Dwelling in the Love of God

I talk to people on the phone. Dad, Grandma, the Library. There is much to do. I tell myself to stay calm, waiting for Mrs Gonen.

Dwelling in the Love of God

I am late getting to work. I come out the back, into the workroom. My eyes fall upon Julia. I hug her and suddenly I am crying. :
“It’ll be alright. Don’t worry about your mum, she’ll be fine.” I nod, swallowing hard. “You don’t have to work today. You know you can go home.” I shake my head
“No, I’ll stay. I’ll be okay.” I go into the locker room and kneel on the floor. Papa God, do you want me to stay?
I  put on my badge. I am ready.

Dwelling in the Love of God

Wednesday. I am outside the library, in the garage, when Chris calls me.
“Your mother’s on the phone.” I follow him inside. He puts the call to another phone. I sit down. Mum’s been at the hospital for more tests.
“Hello?”
“Hi darling. How’s it going?”
“Okay.”
“Honey, they want me to go down to Dunedin Hospital today, for surgery. The Gonens are coming to take you all out to Kakanui.”
My mind doesn’t have time to process this.
“Okay.”
Mum says she will ring back in a few minutes with more details.
“Okay. Bye Mum.”
After a word to Chris, I head back to the garage. Then it’s back inside to start boxing up some old books.
Soon, Jean asks me to take a break with her. I don’t usually take time in my one-and-one-half hours each day for a break, but since I’ve been asked,  I  agree. In the staffroom, we make our drinks and sit down. Two volunteers join us, talking contentedly. Suddenly, the door opens, and Mum comes in. I jump up, and hug her close.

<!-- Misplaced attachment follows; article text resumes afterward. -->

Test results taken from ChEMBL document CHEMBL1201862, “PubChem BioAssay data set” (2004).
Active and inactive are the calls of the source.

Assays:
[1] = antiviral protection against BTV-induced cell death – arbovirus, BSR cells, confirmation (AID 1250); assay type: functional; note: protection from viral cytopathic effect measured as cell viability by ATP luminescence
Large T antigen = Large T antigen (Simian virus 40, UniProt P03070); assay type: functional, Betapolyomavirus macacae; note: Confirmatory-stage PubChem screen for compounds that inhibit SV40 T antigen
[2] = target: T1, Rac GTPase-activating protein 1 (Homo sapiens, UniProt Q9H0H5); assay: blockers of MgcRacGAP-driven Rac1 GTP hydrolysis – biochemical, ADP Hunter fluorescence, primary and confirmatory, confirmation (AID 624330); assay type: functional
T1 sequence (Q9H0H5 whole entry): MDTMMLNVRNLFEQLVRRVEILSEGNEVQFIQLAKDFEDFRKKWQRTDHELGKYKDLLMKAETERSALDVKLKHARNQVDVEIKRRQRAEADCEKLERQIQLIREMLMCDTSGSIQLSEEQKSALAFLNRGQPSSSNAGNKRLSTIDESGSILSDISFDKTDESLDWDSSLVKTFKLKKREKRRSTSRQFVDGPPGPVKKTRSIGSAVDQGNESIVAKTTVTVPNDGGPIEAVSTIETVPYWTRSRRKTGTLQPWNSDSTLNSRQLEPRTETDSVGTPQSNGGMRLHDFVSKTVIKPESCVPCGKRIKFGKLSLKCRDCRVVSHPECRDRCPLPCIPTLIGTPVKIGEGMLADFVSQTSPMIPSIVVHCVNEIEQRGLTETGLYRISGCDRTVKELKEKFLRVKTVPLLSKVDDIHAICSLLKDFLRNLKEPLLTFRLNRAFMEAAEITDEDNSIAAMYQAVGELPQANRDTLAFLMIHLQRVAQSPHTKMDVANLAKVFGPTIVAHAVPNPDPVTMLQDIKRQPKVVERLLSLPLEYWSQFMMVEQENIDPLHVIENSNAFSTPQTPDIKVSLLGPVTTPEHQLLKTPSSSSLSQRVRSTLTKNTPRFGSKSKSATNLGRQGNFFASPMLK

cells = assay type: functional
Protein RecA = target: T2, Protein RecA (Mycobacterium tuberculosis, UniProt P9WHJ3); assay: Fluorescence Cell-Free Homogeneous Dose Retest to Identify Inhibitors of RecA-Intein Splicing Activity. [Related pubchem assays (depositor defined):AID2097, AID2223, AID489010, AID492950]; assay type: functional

“Mum, are you okay? What’s happening?”
“The doctors found some stones in my gallbladder, a whole family of them. Mrs Gonen is taking me down to Dunedin soon, so I can have my gallbladder removed.”
I can’t think of anything to say. Mum goes back around the corner to the small local hospital. Jean asks me:
“Do you want to go with her? You know you don’t have to finish work today. Family is more important than the library. Are you sure?”
I’m confused. I shake my head, and we go back to work. People ask me what’s happening, and try to make me feel better. But I know that the only way to be at peace is to be

Dwelling in the Love of God

On the way to the Gonens’, we drive along by the sea. As I watch the waves, the rocks, the seaweed – a lump rises in my throat,and tears spring up in my eyes. I tell myself: This trouble is a wave washing over me, but I don’t need to be worried for anything. I’m secure on the Rock which never moves.

Dwelling in the Love of God

I look at the faces around the dinner table. I tell myself: No matter who I’m eating with, I’m always with Jesus, the One Who never leaves.

Dwelling in the Love of God

Thursday. We wait for the bus. The two little boys stretch our patience. I cannot see the sea. We talk, trying to fill the time. Waiting, waiting for Dad.

Dwelling in the Love of God

Friday. I get up and begin serving my family. Little Mama cleans, and tidies, and washes, and comforts. Then I am myself again as I walk to work. Everyone is lovely, and I cover seven books. Once home, it is time again for Little Mama to appear. Dad and the boys go to tune an organ. Little Mama is busy, making bread dough, washing dishes, and sweeping floors. Home they come, for the lunch kindly provided for us by a sister in Christ. Dad is off to play for a funeral, and the older boys soon follow across the road to the Anglican church. But little Jamie is asleep on the couch, and Little Mama still has plenty to do. When everyone is home, it is time for the long drive to visit Mum in hospital. We drive out to the farm, where Grandma joins us, and all continue southwards.

Dwelling in the Love of God